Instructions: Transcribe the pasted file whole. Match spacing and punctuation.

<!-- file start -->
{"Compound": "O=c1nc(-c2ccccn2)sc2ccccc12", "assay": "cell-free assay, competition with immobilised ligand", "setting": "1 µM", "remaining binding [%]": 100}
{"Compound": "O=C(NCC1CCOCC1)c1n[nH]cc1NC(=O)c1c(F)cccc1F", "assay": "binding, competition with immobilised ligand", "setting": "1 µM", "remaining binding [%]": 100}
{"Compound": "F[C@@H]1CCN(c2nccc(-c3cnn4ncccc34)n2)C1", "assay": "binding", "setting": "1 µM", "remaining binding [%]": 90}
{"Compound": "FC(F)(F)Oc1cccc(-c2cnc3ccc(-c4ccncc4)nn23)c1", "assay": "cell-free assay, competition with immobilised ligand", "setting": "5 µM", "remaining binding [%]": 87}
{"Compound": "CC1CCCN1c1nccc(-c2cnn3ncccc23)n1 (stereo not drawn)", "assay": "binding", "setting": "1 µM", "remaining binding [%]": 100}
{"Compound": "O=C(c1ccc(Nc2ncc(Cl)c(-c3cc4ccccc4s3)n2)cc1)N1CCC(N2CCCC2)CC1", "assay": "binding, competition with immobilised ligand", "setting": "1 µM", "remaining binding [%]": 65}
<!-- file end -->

{"Compound": "O=c1nc(-c2ccccn2)sc2ccccc12", "assay": "cell-free assay, competition with immobilised ligand", "setting": "1 µM", "remaining binding [%]": 100}
{"Compound": "O=C(NCC1CCOCC1)c1n[nH]cc1NC(=O)c1c(F)cccc1F", "assay": "binding, competition with immobilised ligand", "setting": "1 µM", "remaining binding [%]": 100}
{"Compound": "F[C@@H]1CCN(c2nccc(-c3cnn4ncccc34)n2)C1", "assay": "binding", "setting": "1 µM", "remaining binding [%]": 90}
{"Compound": "FC(F)(F)Oc1cccc(-c2cnc3ccc(-c4ccncc4)nn23)c1", "assay": "cell-free assay, competition with immobilised ligand", "setting": "5 µM", "remaining binding [%]": 87}
{"Compound": "CC1CCCN1c1nccc(-c2cnn3ncccc23)n1 (stereo not drawn)", "assay": "binding", "setting": "1 µM", "remaining binding [%]": 100}
{"Compound": "O=C(c1ccc(Nc2ncc(Cl)c(-c3cc4ccccc4s3)n2)cc1)N1CCC(N2CCCC2)CC1", "assay": "binding, competition with immobilised ligand", "setting": "1 µM", "remaining binding [%]": 65}